When mankind finally leaves to explore the vastness of space we will likely only find the ruins of past civilizations.  I hope that in these explorations we can find things like the preserved memories in Star Treks Inner Light.  Similarly in the episode The Chase a truly fantastic idea is presented that if we or another race would find themselves alone that we would try in very cosmic sense to prevent such a thing from happening again.  That is, prevent a species of people from finding themselves alone by seeding the galaxy with life that would grow similarly enough to one another to communicate.



This tomb is a relic of what was left behind by the Mantises.  A single adult female is preserved, wrapped, and sealed in a clear sarcophagus.  The sarcophagus is enshrined within a large translucent building lit by a glowing orb.  Standing as sentinels to either side of her are the faces of her forebears etched onto clear monoliths.

The tomb was created by modeling the building in 3D on a computer.  The model was then sliced into layers with a thickness equal to that of 1/4” acrylic.  Each layer was then cut into individual pieces using a laser printer.  The pieces are then chemically welded together to create the appearance of a refined cyclopean architecture.  The tomb sits on a black acrylic box that provides the lights to the sphere, the sarcophagus, and the two obelisks.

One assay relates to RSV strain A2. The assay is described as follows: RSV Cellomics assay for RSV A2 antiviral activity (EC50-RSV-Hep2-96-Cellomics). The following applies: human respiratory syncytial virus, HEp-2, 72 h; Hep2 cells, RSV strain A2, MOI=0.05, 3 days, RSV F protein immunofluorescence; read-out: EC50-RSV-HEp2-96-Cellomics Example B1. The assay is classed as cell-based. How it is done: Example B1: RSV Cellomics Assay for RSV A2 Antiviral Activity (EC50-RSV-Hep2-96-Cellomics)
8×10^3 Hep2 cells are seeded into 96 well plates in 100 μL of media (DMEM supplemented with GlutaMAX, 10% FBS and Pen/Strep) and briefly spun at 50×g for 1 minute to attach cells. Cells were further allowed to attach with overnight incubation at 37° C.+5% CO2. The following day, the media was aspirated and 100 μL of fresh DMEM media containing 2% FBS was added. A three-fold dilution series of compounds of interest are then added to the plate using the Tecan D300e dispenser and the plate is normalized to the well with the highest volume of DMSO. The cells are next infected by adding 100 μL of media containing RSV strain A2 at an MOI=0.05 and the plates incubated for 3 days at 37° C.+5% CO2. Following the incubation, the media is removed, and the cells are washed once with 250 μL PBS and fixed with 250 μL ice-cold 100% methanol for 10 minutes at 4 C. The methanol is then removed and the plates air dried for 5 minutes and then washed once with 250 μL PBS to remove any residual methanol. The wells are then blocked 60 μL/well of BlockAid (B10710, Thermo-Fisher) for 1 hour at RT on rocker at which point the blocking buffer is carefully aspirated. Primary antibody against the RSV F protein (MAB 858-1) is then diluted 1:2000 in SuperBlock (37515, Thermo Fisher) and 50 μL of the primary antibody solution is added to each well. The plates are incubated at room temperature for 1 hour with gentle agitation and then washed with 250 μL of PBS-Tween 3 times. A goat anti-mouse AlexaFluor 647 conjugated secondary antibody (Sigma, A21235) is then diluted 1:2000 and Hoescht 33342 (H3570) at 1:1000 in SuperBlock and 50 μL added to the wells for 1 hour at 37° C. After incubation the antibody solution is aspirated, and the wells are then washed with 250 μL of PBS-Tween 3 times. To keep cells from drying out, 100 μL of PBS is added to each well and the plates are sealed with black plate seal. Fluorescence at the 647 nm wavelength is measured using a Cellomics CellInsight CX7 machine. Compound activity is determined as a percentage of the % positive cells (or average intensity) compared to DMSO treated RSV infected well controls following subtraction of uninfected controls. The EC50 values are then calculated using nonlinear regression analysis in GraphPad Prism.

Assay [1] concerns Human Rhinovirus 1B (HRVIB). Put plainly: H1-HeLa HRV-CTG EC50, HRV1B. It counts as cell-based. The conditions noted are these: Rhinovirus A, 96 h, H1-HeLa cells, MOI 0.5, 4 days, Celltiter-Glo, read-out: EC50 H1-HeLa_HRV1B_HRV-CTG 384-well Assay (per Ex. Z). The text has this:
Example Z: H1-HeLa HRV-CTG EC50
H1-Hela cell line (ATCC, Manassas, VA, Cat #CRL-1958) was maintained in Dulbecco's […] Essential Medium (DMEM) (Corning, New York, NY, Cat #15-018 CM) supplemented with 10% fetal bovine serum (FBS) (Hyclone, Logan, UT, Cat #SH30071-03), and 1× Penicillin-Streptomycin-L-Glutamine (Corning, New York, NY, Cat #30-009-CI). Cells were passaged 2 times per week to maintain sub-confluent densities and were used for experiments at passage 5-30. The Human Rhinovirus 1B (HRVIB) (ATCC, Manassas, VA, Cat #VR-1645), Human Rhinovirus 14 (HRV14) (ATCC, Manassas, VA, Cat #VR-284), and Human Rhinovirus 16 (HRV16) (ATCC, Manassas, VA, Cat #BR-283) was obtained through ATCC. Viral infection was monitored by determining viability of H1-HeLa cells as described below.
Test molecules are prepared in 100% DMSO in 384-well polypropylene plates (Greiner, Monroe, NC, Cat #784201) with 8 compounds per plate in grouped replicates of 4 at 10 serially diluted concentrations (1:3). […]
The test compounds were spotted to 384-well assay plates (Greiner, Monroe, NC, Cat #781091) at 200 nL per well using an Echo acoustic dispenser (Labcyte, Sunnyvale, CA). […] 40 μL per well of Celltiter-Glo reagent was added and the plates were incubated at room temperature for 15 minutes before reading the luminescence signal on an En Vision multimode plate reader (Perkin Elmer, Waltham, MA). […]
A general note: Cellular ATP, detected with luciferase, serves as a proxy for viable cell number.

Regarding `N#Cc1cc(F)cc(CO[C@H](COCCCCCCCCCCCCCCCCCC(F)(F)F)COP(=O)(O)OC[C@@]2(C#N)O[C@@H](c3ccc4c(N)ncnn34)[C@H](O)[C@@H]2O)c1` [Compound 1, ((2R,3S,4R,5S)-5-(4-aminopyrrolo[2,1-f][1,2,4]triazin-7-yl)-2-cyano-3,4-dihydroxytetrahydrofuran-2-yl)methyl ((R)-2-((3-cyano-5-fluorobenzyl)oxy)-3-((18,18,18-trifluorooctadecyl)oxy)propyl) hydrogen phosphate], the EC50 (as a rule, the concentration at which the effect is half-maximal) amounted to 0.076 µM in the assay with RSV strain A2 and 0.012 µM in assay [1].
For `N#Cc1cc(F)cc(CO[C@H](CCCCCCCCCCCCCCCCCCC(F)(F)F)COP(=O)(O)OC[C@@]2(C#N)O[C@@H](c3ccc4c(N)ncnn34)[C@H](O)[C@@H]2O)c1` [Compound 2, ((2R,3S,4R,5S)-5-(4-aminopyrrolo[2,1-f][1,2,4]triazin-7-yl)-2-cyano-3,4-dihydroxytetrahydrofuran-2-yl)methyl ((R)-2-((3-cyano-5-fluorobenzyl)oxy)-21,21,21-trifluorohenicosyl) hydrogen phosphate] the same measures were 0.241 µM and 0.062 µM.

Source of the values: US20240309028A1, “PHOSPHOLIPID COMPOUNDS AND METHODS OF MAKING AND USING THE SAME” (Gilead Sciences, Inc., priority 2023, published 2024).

The sarcophagus contains a chemically preserved and dried adult female mantis.  Her pose in maintained by the stiffening and dryness of her limbs.  Since the sarcophagus is sealed she would remain well preserved for many many years.



These are 3D prints of actual praying mantises. Using a process where you photograph an object from multiple viewpoints called photogrammetry relatively photo-accurate models can be created. Once the models are cleaned up of artifacts and errors from the modeling process they are three 3D printed.

They help create the illusion of a begone culture by relying on the well established trope of Greco-Roman busts. By using that visual language these busts invite the viewer (or feeler in this case) to question why these individuals were either venerated, important enough, or wealthy enough to have their depictions cast into plastic. They could also represent a typology of species found within in mantis Family rather than individuals. Like the marble Greco-Roman busts, though less durable to injury, these busts can exist for hundreds or thousands of years.